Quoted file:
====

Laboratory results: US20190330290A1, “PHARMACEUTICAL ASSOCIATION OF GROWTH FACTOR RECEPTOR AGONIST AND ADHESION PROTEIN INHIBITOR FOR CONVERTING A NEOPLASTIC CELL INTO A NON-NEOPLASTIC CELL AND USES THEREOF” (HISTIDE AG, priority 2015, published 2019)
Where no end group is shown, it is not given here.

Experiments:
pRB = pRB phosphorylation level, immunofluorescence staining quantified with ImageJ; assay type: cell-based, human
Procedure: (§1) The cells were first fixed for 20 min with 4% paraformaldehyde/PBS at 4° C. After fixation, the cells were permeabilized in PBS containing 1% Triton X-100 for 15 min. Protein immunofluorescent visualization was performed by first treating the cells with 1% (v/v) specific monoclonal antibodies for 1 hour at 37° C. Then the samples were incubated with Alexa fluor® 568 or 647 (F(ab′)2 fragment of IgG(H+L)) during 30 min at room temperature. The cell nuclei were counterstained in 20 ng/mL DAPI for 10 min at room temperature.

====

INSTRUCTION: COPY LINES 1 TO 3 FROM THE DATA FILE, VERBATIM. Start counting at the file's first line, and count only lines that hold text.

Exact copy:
Laboratory results: US20190330290A1, “PHARMACEUTICAL ASSOCIATION OF GROWTH FACTOR RECEPTOR AGONIST AND ADHESION PROTEIN INHIBITOR FOR CONVERTING A NEOPLASTIC CELL INTO A NON-NEOPLASTIC CELL AND USES THEREOF” (HISTIDE AG, priority 2015, published 2019)
Where no end group is shown, it is not given here.

Experiments: